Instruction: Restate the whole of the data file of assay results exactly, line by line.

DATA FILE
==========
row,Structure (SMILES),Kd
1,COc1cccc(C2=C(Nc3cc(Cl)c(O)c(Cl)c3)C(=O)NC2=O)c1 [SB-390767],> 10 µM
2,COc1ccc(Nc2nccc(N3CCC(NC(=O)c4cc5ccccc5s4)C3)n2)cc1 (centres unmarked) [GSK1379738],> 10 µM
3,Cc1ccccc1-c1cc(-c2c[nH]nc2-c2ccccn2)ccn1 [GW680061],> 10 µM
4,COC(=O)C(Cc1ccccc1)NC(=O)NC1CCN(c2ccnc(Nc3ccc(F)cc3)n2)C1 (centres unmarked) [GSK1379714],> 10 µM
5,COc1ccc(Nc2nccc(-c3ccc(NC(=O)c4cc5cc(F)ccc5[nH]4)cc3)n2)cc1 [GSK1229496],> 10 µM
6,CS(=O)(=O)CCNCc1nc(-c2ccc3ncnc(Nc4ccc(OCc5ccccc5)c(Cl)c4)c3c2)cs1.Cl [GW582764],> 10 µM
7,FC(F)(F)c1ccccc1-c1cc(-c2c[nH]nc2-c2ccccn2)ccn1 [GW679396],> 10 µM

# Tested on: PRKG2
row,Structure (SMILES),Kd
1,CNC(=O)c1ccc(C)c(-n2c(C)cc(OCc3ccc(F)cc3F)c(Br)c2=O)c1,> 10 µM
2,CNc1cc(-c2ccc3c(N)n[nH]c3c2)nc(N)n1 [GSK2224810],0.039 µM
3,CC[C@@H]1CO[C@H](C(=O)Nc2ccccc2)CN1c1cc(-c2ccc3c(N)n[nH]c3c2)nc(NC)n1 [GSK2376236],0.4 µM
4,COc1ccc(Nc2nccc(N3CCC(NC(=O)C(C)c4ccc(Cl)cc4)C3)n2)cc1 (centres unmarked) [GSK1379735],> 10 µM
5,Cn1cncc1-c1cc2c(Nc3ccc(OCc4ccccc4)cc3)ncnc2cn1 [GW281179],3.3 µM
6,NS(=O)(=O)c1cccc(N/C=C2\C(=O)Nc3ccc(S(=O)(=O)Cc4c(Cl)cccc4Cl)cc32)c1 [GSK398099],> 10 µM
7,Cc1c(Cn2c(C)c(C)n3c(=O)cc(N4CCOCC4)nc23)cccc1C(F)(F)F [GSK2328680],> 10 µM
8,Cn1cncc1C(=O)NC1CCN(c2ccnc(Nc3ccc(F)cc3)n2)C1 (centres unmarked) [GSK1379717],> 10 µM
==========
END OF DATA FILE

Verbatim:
row,Structure (SMILES),Kd
1,COc1cccc(C2=C(Nc3cc(Cl)c(O)c(Cl)c3)C(=O)NC2=O)c1 [SB-390767],> 10 µM
2,COc1ccc(Nc2nccc(N3CCC(NC(=O)c4cc5ccccc5s4)C3)n2)cc1 (centres unmarked) [GSK1379738],> 10 µM
3,Cc1ccccc1-c1cc(-c2c[nH]nc2-c2ccccn2)ccn1 [GW680061],> 10 µM
4,COC(=O)C(Cc1ccccc1)NC(=O)NC1CCN(c2ccnc(Nc3ccc(F)cc3)n2)C1 (centres unmarked) [GSK1379714],> 10 µM
5,COc1ccc(Nc2nccc(-c3ccc(NC(=O)c4cc5cc(F)ccc5[nH]4)cc3)n2)cc1 [GSK1229496],> 10 µM
6,CS(=O)(=O)CCNCc1nc(-c2ccc3ncnc(Nc4ccc(OCc5ccccc5)c(Cl)c4)c3c2)cs1.Cl [GW582764],> 10 µM
7,FC(F)(F)c1ccccc1-c1cc(-c2c[nH]nc2-c2ccccn2)ccn1 [GW679396],> 10 µM

# Tested on: PRKG2
row,Structure (SMILES),Kd
1,CNC(=O)c1ccc(C)c(-n2c(C)cc(OCc3ccc(F)cc3F)c(Br)c2=O)c1,> 10 µM
2,CNc1cc(-c2ccc3c(N)n[nH]c3c2)nc(N)n1 [GSK2224810],0.039 µM
3,CC[C@@H]1CO[C@H](C(=O)Nc2ccccc2)CN1c1cc(-c2ccc3c(N)n[nH]c3c2)nc(NC)n1 [GSK2376236],0.4 µM
4,COc1ccc(Nc2nccc(N3CCC(NC(=O)C(C)c4ccc(Cl)cc4)C3)n2)cc1 (centres unmarked) [GSK1379735],> 10 µM
5,Cn1cncc1-c1cc2c(Nc3ccc(OCc4ccccc4)cc3)ncnc2cn1 [GW281179],3.3 µM
6,NS(=O)(=O)c1cccc(N/C=C2\C(=O)Nc3ccc(S(=O)(=O)Cc4c(Cl)cccc4Cl)cc32)c1 [GSK398099],> 10 µM
7,Cc1c(Cn2c(C)c(C)n3c(=O)cc(N4CCOCC4)nc23)cccc1C(F)(F)F [GSK2328680],> 10 µM
8,Cn1cncc1C(=O)NC1CCN(c2ccnc(Nc3ccc(F)cc3)n2)C1 (centres unmarked) [GSK1379717],> 10 µM